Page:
- November 11: Board Meeting
Members are welcome to attend any board meeting. Check with a Board Member to find out where the meeting is being held.
- November 18: Annual General Meeting An Annual meeting is called to elect Board of Trustee members and make a small change to the calendar year.
The program for the meeting will be a presentation by Rick Takahashi. He will be demonstrating tying and giving a talk on midge fishing and signing his new book, Modern Midges. Rick is an artist, teacher, and long time fisher and tyer. Rick writes and illustrates for Fly Fisherman Magazine, is a fly designer for the Umpqua Feather Merchants, and is a consultant with C and F Designs as well as teaching fly tying at Angler's Roost in Fort Collins. This is going to be an exceptional program presented by a local celebrity.
Rick will likely have some copies of his book for sale and you can probably pick a signed one up for $39.95. The reviews on this book are very favorable—as you might expect—so come for Rick's presentation on Wednesday and leave with a book.
We will be voting to elect Board of Trustee members. The current slate of candidates includes
President - Lee Evans
Vice President - open
Secretary - Paul Fromme
Treasurer - Greg Evans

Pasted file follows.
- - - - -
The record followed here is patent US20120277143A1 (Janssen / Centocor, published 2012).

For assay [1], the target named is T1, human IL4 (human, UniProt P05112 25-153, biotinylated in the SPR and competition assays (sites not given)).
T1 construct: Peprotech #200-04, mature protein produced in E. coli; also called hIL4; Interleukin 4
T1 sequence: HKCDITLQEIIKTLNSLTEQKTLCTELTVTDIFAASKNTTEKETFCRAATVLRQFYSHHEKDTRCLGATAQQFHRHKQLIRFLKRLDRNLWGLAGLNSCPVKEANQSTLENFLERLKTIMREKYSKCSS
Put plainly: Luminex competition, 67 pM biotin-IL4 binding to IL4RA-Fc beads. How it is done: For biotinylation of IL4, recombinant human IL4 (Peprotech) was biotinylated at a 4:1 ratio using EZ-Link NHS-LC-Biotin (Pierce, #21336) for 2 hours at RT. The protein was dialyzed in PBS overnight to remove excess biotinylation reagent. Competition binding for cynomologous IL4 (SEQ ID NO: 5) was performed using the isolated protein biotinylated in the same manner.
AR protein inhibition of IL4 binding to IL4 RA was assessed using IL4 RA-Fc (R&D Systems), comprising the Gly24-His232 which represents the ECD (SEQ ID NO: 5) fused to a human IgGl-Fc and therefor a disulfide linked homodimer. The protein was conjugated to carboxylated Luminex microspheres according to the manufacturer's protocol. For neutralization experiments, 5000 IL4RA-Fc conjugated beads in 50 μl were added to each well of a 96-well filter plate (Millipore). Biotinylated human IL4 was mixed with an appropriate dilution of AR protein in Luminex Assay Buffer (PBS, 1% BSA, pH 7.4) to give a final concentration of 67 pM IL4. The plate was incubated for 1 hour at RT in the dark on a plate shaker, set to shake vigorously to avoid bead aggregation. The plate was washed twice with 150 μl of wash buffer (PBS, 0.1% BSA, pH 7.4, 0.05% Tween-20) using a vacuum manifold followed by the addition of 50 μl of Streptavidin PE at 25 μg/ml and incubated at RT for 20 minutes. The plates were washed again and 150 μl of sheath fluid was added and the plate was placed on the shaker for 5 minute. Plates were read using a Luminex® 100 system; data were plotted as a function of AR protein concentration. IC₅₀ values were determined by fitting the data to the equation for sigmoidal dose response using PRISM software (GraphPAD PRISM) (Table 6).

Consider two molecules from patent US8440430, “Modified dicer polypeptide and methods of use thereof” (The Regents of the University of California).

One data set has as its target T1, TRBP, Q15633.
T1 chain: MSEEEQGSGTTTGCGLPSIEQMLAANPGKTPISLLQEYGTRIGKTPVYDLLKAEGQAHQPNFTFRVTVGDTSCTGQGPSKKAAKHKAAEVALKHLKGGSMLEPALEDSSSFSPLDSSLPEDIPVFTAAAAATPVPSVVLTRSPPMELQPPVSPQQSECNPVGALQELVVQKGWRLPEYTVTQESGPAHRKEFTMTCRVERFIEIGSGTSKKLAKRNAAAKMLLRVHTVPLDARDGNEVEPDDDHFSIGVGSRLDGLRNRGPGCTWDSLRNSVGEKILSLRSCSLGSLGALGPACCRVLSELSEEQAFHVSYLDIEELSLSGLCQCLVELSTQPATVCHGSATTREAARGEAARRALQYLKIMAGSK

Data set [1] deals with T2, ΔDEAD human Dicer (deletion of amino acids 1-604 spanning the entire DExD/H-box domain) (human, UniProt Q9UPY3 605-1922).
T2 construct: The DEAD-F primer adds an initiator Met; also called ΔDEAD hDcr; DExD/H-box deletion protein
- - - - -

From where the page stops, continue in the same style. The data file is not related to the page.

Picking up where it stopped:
Trustee (2) - Guy Turenne and Phil Wright
Voting will also take place to change Article VII Section 4 of the bylaws from "The Annual Meeting of the chapter...shall be held in the fall of each year..." be changed to read "The Annual Meeting of the Chapter... shall be held in May of each year..."
Social hour begins at 6:30, and the Program follows at 7:30. Admission is free and the public is welcome. The Fort Collins Senior Center is located at 1200 Raintree Drive off Shields Avenue between Prospect and Drake. Additional meeting information.
Note of the Day:
At the turn of the century, the lower Beaver Kill in New York State was too warm and polluted for trout, due to extensive clearcutting, paper mills, an tanneries along its banks. The banks are now forested, the tanneries and mills are long gone, but this river is still a sensitive ecosystem, threatened by roads and housing developments. —Tom Rosenbauer